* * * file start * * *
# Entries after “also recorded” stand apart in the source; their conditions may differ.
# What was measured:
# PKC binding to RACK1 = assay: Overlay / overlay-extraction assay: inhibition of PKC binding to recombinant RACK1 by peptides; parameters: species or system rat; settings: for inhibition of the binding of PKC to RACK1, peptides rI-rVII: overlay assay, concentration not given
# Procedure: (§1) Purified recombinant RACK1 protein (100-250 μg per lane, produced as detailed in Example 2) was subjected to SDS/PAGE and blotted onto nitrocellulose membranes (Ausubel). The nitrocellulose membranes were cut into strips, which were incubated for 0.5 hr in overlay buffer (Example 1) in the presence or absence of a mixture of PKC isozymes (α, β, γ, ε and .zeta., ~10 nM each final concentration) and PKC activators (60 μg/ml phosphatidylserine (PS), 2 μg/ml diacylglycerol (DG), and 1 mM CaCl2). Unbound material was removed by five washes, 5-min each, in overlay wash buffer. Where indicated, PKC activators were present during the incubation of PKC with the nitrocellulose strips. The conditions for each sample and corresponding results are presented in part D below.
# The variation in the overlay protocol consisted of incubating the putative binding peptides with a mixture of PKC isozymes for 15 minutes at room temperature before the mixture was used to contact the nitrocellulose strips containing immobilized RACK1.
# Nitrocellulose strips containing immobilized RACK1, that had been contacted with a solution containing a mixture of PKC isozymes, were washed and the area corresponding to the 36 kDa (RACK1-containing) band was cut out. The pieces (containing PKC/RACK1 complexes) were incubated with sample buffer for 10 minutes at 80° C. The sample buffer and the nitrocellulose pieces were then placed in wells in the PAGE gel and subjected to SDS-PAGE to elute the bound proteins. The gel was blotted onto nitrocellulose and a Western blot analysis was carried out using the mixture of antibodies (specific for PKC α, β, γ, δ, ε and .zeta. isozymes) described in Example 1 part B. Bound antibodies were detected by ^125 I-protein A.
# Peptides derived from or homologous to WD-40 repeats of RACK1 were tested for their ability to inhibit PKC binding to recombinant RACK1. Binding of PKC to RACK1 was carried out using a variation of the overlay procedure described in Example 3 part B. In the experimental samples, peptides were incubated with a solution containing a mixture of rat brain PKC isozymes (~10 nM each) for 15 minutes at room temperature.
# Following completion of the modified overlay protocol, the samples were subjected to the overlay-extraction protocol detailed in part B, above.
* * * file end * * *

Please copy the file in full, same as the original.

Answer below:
# Entries after “also recorded” stand apart in the source; their conditions may differ.
# What was measured:
# PKC binding to RACK1 = assay: Overlay / overlay-extraction assay: inhibition of PKC binding to recombinant RACK1 by peptides; parameters: species or system rat; settings: for inhibition of the binding of PKC to RACK1, peptides rI-rVII: overlay assay, concentration not given
# Procedure: (§1) Purified recombinant RACK1 protein (100-250 μg per lane, produced as detailed in Example 2) was subjected to SDS/PAGE and blotted onto nitrocellulose membranes (Ausubel). The nitrocellulose membranes were cut into strips, which were incubated for 0.5 hr in overlay buffer (Example 1) in the presence or absence of a mixture of PKC isozymes (α, β, γ, ε and .zeta., ~10 nM each final concentration) and PKC activators (60 μg/ml phosphatidylserine (PS), 2 μg/ml diacylglycerol (DG), and 1 mM CaCl2). Unbound material was removed by five washes, 5-min each, in overlay wash buffer. Where indicated, PKC activators were present during the incubation of PKC with the nitrocellulose strips. The conditions for each sample and corresponding results are presented in part D below.
# The variation in the overlay protocol consisted of incubating the putative binding peptides with a mixture of PKC isozymes for 15 minutes at room temperature before the mixture was used to contact the nitrocellulose strips containing immobilized RACK1.
# Nitrocellulose strips containing immobilized RACK1, that had been contacted with a solution containing a mixture of PKC isozymes, were washed and the area corresponding to the 36 kDa (RACK1-containing) band was cut out. The pieces (containing PKC/RACK1 complexes) were incubated with sample buffer for 10 minutes at 80° C. The sample buffer and the nitrocellulose pieces were then placed in wells in the PAGE gel and subjected to SDS-PAGE to elute the bound proteins. The gel was blotted onto nitrocellulose and a Western blot analysis was carried out using the mixture of antibodies (specific for PKC α, β, γ, δ, ε and .zeta. isozymes) described in Example 1 part B. Bound antibodies were detected by ^125 I-protein A.
# Peptides derived from or homologous to WD-40 repeats of RACK1 were tested for their ability to inhibit PKC binding to recombinant RACK1. Binding of PKC to RACK1 was carried out using a variation of the overlay procedure described in Example 3 part B. In the experimental samples, peptides were incubated with a solution containing a mixture of rat brain PKC isozymes (~10 nM each) for 15 minutes at room temperature.
# Following completion of the modified overlay protocol, the samples were subjected to the overlay-extraction protocol detailed in part B, above.